More recently, on the social sustainability front, Ratti and his lab put big data to work on a project they call Proximate. To understand connectivity and how remote work affects innovation, they analyzed the email exchange network at MIT before and after the Institute-wide lockdown due to Covid-19. The endeavor draws on the work of sociologist and Stanford University professor Mark Granovetter, who is perhaps best known for his theory that “weak ties” — looser relationships outside of our core network of friends, family, and colleagues — are crucial bridges between social groups that encourage societal diversity, innovation, and creativity. Ratti’s examination of communications among 2,834 MIT faculty and postdocs showed a clear disintegration of “weak ties” when interactions became purely digital in nature. In other words, digital networks, for all their benefits, cannot replace in-person interactions — not if we hope to continue innovating. “The physical space accommodates and encourages the unexpected, the serendipitous, in a manner that doesn't happen, or hasn’t happened yet, in a virtual setting,” Ratti explains. 

And, in an effort to expand the impact of his lab at MIT, Ratti has established a series of satellite labs around the globe. The SENSEable Amsterdam Lab (SAL) is involved in an ongoing collaboration with the Amsterdam Institute for Advanced Metropolitan Solutions to help the Dutch capital become carbon neutral by 2050. The first SAL project is a multifunctional autonomous mobility solution befitting a city with more than 60 miles of canals. The Roboat platform has the power to transform urban waterways: it can be used to transport people, deliver goods, or for services like waste collection. It could even be used to create on-demand infrastructure, such as a floating bridge or a concert stage.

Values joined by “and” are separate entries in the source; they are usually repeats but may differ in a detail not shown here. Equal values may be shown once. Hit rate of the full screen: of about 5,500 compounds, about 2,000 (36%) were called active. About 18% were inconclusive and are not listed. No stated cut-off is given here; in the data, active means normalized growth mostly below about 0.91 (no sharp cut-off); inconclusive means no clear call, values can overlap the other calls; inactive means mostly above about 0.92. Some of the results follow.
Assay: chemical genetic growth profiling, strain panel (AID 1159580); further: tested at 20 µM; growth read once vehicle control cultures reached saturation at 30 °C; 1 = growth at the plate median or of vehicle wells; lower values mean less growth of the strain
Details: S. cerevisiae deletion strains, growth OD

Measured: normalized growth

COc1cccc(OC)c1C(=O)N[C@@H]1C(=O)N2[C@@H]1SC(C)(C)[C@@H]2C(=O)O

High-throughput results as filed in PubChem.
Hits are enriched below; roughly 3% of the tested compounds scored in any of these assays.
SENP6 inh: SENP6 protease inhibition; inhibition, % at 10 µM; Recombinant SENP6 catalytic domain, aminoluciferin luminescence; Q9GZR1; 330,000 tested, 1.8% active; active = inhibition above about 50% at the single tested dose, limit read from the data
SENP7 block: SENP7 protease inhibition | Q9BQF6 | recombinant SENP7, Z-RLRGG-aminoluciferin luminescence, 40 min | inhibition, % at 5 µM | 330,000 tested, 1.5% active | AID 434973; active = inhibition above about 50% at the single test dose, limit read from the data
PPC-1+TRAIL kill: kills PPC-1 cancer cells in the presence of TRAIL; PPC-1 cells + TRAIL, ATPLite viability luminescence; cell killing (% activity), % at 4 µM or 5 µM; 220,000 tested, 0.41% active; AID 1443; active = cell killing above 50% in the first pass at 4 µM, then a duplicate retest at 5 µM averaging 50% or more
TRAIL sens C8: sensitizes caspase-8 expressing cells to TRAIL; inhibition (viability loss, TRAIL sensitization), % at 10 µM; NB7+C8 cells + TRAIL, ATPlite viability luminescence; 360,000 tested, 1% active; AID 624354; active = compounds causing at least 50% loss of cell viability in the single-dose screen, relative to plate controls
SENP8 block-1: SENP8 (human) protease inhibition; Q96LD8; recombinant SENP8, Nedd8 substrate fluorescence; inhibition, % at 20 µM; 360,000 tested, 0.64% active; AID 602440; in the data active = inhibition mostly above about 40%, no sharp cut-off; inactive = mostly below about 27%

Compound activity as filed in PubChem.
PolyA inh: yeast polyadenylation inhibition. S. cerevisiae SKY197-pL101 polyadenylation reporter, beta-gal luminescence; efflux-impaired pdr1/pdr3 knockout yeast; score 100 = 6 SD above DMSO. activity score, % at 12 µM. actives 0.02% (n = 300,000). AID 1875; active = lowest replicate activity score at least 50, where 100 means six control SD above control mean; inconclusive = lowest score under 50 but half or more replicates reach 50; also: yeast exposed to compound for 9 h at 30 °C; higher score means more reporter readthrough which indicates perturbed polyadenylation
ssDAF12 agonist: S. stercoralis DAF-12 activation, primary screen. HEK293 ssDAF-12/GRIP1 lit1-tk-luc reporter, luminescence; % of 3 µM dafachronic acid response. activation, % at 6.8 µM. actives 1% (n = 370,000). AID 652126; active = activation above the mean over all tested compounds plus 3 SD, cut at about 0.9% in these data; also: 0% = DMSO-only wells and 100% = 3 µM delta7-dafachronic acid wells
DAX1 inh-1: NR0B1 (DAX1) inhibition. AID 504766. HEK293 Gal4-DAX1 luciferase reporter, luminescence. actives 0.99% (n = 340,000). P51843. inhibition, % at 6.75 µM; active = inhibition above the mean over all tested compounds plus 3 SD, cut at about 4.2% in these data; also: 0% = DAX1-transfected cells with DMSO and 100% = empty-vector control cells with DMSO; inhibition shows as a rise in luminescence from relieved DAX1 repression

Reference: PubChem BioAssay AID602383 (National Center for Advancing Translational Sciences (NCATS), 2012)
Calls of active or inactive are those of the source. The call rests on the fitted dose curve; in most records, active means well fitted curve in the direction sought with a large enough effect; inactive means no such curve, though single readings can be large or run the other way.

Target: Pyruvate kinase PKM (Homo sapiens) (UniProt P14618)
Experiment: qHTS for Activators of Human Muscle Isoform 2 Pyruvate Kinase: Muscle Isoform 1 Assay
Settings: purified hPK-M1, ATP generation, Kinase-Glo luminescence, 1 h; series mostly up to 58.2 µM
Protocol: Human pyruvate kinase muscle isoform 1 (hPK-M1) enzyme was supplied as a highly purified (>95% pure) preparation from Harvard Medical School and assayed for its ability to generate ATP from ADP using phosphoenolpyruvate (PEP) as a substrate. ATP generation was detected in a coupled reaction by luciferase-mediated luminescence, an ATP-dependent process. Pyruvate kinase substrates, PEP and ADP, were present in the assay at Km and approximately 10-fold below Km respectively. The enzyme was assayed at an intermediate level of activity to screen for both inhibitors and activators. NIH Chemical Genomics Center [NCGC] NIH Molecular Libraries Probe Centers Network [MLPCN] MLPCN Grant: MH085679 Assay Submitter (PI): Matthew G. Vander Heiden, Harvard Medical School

Meanwhile, in Sweden, through a partnership with KTH Royal Institute of Technology, Ratti and his colleagues are leveraging big data to examine integration and segregation in Stockholm. Their findings: these days people tend to self-segregate by socioeconomic strata whether moving through the city or connecting online, creating what Ratti calls “liminal ghettos.” “These are not the ghettos of the past, but they are insidious, invisible fault lines,” he explains. “Once we understand those fault lines, we can take actions to bridge them so that cities fulfill their primordial function, ensuring that together we are more than each of us individually.” 

To effectively run a lab focused on cities requires stepping out of the lab and physically inhabiting urban spaces, says Ratti. But he’s also looking beyond earthbound innovations. In a truly cross-disciplinary effort that demonstrates diversity of thought and creativity, he has begun exploring the feasibility of fabricating and deploying a raft of silicon bubbles roughly the size of Brazil into outer space. The goal: reverse global warming by deflecting solar radiation before it hits our planet. The Space Bubbles project is intended as an emergency intervention should current efforts to reduce emissions fail. Joining him is a team of experts from MIT including Charles Primmerman (MIT Lincoln Laboratory), Professor Daniela Rus (MIT Computer Science and Artificial Intelligence Laboratory), Professor Gareth McKinley (MIT Department of Mechanical Engineering), and Professor Markus Buehler (MIT departments of Mechanical Engineering and Civil and Environmental Engineering).